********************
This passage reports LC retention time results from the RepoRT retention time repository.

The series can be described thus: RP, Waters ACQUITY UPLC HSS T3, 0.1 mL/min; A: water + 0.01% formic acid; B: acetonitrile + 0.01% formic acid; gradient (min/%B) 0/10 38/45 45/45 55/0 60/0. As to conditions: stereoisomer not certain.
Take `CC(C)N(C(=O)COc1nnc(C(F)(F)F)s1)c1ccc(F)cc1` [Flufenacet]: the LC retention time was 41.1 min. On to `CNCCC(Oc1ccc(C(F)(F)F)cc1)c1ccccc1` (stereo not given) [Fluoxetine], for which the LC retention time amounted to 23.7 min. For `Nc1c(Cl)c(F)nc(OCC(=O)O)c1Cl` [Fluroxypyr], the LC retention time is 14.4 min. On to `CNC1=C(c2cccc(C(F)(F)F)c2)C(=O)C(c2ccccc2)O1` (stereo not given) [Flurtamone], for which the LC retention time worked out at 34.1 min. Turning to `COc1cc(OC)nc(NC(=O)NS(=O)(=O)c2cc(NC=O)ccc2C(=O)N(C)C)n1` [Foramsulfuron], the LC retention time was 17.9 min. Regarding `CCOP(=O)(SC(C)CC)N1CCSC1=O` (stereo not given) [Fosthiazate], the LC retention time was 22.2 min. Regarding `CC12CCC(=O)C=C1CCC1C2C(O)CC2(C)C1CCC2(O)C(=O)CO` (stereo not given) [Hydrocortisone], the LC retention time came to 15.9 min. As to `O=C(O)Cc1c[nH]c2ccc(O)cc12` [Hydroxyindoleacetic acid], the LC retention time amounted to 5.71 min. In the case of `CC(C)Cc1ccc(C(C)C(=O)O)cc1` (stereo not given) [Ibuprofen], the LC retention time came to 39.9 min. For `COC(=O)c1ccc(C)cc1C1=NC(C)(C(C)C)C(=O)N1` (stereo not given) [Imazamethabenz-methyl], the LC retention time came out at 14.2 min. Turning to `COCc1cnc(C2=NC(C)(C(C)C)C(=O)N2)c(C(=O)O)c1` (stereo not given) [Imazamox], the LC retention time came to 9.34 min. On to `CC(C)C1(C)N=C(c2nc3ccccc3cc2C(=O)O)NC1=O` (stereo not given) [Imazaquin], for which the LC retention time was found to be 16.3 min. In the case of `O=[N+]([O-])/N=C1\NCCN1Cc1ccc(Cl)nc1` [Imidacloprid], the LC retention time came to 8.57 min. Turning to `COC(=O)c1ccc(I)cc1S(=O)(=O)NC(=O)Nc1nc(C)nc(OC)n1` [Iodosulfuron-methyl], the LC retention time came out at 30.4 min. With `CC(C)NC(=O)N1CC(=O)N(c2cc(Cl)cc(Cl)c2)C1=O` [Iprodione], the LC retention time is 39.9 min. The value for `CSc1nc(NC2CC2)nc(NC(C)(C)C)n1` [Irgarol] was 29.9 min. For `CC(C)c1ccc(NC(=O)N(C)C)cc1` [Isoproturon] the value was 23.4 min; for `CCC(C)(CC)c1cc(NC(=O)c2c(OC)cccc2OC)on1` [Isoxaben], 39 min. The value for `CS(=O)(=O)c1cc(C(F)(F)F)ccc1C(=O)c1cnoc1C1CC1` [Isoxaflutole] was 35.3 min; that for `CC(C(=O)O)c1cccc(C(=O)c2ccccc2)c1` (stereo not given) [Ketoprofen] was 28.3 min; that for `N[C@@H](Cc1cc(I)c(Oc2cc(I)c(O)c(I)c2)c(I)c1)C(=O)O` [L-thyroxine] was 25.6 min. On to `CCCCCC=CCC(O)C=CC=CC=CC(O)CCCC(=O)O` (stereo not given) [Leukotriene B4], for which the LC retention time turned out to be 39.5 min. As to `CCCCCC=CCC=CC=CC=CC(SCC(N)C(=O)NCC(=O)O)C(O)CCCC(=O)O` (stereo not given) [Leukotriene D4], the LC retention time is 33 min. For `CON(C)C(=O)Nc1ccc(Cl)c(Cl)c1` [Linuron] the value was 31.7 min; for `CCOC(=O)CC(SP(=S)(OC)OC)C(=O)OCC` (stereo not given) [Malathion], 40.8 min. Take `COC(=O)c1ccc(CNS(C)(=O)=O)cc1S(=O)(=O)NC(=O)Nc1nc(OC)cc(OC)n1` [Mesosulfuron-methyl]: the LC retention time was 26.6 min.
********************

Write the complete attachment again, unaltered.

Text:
This passage reports LC retention time results from the RepoRT retention time repository.

The series can be described thus: RP, Waters ACQUITY UPLC HSS T3, 0.1 mL/min; A: water + 0.01% formic acid; B: acetonitrile + 0.01% formic acid; gradient (min/%B) 0/10 38/45 45/45 55/0 60/0. As to conditions: stereoisomer not certain.
Take `CC(C)N(C(=O)COc1nnc(C(F)(F)F)s1)c1ccc(F)cc1` [Flufenacet]: the LC retention time was 41.1 min. On to `CNCCC(Oc1ccc(C(F)(F)F)cc1)c1ccccc1` (stereo not given) [Fluoxetine], for which the LC retention time amounted to 23.7 min. For `Nc1c(Cl)c(F)nc(OCC(=O)O)c1Cl` [Fluroxypyr], the LC retention time is 14.4 min. On to `CNC1=C(c2cccc(C(F)(F)F)c2)C(=O)C(c2ccccc2)O1` (stereo not given) [Flurtamone], for which the LC retention time worked out at 34.1 min. Turning to `COc1cc(OC)nc(NC(=O)NS(=O)(=O)c2cc(NC=O)ccc2C(=O)N(C)C)n1` [Foramsulfuron], the LC retention time was 17.9 min. Regarding `CCOP(=O)(SC(C)CC)N1CCSC1=O` (stereo not given) [Fosthiazate], the LC retention time was 22.2 min. Regarding `CC12CCC(=O)C=C1CCC1C2C(O)CC2(C)C1CCC2(O)C(=O)CO` (stereo not given) [Hydrocortisone], the LC retention time came to 15.9 min. As to `O=C(O)Cc1c[nH]c2ccc(O)cc12` [Hydroxyindoleacetic acid], the LC retention time amounted to 5.71 min. In the case of `CC(C)Cc1ccc(C(C)C(=O)O)cc1` (stereo not given) [Ibuprofen], the LC retention time came to 39.9 min. For `COC(=O)c1ccc(C)cc1C1=NC(C)(C(C)C)C(=O)N1` (stereo not given) [Imazamethabenz-methyl], the LC retention time came out at 14.2 min. Turning to `COCc1cnc(C2=NC(C)(C(C)C)C(=O)N2)c(C(=O)O)c1` (stereo not given) [Imazamox], the LC retention time came to 9.34 min. On to `CC(C)C1(C)N=C(c2nc3ccccc3cc2C(=O)O)NC1=O` (stereo not given) [Imazaquin], for which the LC retention time was found to be 16.3 min. In the case of `O=[N+]([O-])/N=C1\NCCN1Cc1ccc(Cl)nc1` [Imidacloprid], the LC retention time came to 8.57 min. Turning to `COC(=O)c1ccc(I)cc1S(=O)(=O)NC(=O)Nc1nc(C)nc(OC)n1` [Iodosulfuron-methyl], the LC retention time came out at 30.4 min. With `CC(C)NC(=O)N1CC(=O)N(c2cc(Cl)cc(Cl)c2)C1=O` [Iprodione], the LC retention time is 39.9 min. The value for `CSc1nc(NC2CC2)nc(NC(C)(C)C)n1` [Irgarol] was 29.9 min. For `CC(C)c1ccc(NC(=O)N(C)C)cc1` [Isoproturon] the value was 23.4 min; for `CCC(C)(CC)c1cc(NC(=O)c2c(OC)cccc2OC)on1` [Isoxaben], 39 min. The value for `CS(=O)(=O)c1cc(C(F)(F)F)ccc1C(=O)c1cnoc1C1CC1` [Isoxaflutole] was 35.3 min; that for `CC(C(=O)O)c1cccc(C(=O)c2ccccc2)c1` (stereo not given) [Ketoprofen] was 28.3 min; that for `N[C@@H](Cc1cc(I)c(Oc2cc(I)c(O)c(I)c2)c(I)c1)C(=O)O` [L-thyroxine] was 25.6 min. On to `CCCCCC=CCC(O)C=CC=CC=CC(O)CCCC(=O)O` (stereo not given) [Leukotriene B4], for which the LC retention time turned out to be 39.5 min. As to `CCCCCC=CCC=CC=CC=CC(SCC(N)C(=O)NCC(=O)O)C(O)CCCC(=O)O` (stereo not given) [Leukotriene D4], the LC retention time is 33 min. For `CON(C)C(=O)Nc1ccc(Cl)c(Cl)c1` [Linuron] the value was 31.7 min; for `CCOC(=O)CC(SP(=S)(OC)OC)C(=O)OCC` (stereo not given) [Malathion], 40.8 min. Take `COC(=O)c1ccc(CNS(C)(=O)=O)cc1S(=O)(=O)NC(=O)Nc1nc(OC)cc(OC)n1` [Mesosulfuron-methyl]: the LC retention time was 26.6 min.